This introductory chapter will present some features of IntelliJ IDEA (later referred to simply as IntelliJ) and how you can install and configure it. You will be presented with some of the great features of IntelliJ IDEA and will notice for yourself that, even if you've already seen some of the features presented here in other IDEs, none of them are so focused to provide facilities to the work of the developer.
After you've seen the features, you will learn how to install and configure IntelliJ. Despite these being really simple tasks, you will probably see great value in this information, mainly because the organization and nomenclature of some elements may differ from that of the IDE you used before. So, what is provided here is to help you remove some barriers you may encounter while using IntelliJ.
As the name suggests, IntelliJ IDEA tries to be an intelligent Integrated Development Environment (IDE). To do this, it applies techniques that permit the automation of some tasks and suggests actions that may facilitate the developer's work. Allied with this, IntelliJ provides out-of-the-box integration with popular frameworks used by Java developers. This native integration drastically reduces the existence of bugs and provides great synergy between the different technologies used to construct your project.
Here, I will show you some of the great features that exist in IntelliJ IDEA 12.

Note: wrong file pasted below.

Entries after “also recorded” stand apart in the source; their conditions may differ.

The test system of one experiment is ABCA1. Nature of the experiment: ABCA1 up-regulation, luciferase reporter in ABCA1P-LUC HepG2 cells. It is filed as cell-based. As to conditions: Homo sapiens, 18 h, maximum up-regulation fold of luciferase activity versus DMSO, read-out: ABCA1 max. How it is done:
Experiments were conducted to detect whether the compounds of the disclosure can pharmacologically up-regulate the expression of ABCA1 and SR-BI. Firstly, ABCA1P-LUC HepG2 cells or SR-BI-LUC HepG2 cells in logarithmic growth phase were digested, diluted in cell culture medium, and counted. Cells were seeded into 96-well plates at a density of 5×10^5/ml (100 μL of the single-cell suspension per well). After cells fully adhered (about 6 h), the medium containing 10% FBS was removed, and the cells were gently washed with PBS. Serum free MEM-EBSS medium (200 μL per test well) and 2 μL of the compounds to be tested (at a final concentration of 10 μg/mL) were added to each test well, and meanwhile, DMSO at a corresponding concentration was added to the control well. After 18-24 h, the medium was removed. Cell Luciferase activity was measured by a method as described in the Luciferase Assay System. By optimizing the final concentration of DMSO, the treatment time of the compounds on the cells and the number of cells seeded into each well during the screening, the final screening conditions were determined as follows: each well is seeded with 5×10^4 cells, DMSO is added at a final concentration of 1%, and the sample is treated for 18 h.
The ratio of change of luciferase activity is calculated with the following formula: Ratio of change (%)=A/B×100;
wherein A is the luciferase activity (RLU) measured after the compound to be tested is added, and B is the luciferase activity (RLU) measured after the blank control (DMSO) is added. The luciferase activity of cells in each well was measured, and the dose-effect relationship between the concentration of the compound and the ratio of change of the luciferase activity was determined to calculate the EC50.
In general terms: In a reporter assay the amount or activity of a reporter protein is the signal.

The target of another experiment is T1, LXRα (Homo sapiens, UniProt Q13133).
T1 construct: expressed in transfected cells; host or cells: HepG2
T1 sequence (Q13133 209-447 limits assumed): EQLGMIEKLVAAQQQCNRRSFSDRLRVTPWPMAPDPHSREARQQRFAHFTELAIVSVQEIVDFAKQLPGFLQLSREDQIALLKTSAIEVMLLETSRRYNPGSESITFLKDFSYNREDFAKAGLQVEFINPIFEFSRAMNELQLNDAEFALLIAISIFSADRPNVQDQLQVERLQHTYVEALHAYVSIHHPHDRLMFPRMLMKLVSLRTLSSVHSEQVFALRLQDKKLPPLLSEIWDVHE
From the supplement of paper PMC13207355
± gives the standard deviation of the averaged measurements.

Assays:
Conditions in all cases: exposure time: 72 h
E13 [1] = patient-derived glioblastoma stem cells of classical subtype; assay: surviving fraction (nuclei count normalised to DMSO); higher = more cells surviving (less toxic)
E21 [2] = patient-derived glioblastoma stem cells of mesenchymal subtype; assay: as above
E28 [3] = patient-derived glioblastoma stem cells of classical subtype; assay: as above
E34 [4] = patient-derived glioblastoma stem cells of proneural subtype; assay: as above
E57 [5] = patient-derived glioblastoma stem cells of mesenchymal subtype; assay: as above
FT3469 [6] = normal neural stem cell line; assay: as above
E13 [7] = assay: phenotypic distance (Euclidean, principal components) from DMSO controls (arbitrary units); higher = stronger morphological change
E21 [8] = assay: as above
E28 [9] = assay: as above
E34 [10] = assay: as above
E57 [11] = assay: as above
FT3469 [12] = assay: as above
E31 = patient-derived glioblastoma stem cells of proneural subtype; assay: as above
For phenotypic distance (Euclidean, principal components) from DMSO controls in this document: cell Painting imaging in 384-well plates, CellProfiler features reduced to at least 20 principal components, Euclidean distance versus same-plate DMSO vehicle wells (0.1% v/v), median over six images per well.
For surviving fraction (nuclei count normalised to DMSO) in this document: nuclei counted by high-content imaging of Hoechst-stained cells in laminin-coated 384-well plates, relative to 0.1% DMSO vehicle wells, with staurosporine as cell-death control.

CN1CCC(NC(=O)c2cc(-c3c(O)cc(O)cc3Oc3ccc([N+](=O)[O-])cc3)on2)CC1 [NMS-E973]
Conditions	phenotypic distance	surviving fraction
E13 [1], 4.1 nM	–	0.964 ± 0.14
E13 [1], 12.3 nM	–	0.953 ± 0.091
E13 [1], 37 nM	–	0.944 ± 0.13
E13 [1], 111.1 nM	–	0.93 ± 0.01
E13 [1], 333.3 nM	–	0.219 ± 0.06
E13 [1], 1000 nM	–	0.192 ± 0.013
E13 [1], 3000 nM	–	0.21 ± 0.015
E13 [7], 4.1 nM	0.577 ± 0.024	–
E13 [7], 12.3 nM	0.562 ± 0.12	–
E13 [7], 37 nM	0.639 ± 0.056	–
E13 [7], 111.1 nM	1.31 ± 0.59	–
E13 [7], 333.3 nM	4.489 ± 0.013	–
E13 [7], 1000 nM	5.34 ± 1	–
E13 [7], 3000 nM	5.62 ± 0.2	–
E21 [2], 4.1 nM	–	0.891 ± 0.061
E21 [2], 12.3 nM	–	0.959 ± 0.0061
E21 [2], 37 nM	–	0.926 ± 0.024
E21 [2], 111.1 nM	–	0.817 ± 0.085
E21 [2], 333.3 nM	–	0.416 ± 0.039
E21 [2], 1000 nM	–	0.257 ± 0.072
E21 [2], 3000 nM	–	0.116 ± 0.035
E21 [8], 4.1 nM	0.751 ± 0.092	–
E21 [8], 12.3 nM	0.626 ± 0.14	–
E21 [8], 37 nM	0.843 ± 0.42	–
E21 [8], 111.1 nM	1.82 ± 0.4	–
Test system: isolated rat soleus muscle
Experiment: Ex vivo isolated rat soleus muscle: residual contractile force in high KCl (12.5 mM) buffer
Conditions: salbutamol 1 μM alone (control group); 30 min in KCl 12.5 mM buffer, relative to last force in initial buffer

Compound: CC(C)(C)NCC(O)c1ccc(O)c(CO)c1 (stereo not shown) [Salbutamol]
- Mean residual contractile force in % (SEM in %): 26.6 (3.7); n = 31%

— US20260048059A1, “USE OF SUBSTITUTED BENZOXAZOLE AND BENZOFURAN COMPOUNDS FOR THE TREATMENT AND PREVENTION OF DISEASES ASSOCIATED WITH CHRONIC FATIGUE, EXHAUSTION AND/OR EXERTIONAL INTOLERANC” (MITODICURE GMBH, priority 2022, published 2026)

Code completion is a set of techniques used to analyze and propose pieces of code to the developer. Like other IDE, IntelliJ also presents code completion; but, as compared to other techniques, code completion in IntelliJ is much smarter.
Beyond suggested variables, classes, and method names, it can suggest methods, parameters, properties, filenames, resources, Spring Framework's beans, database tables, and so on, even when you are working with non-Java files.
Smart code completion suggests sentences based on the context and the user needs. So it can suggest, for example, chain completion like
getModule().getProject()that fit correctly in the context as shown in the following screenshot:
IntelliJ can propose completion based on middle name search and camel case abbreviation as shown in the following screenshot:
An IDE isn't useful if it can't identify whether or not an expression is invalid and will bring compilation errors to the developer. Instead of only identifying these problems, IntelliJ tries to help you improve your code. While typing your source code, you will notice that IntelliJ will analyze your code in the background. In these analyses, IntelliJ will use its configurations to identify errors and possible improvements.
The kind of analyses that IntelliJ does in the code are fully configurable; these configurations are called inspections and are one of the most powerful features of this IDE. With inspections, IntelliJ can find a large range of existing errors, possible bugs, or improvements, such as identifying if a variable is never used, suggesting a simplified sentence, identifying thread problems, and more, as you can see in the following screenshot:
Sometimes, the refactoring process is very tiring because you need to make a lot of modifications to a lot of files. Even when you do the refactoring carefully, sometimes compile errors appear, for example, because you forgot to change a method usage. Fortunately, IntelliJ can help us do these tasks.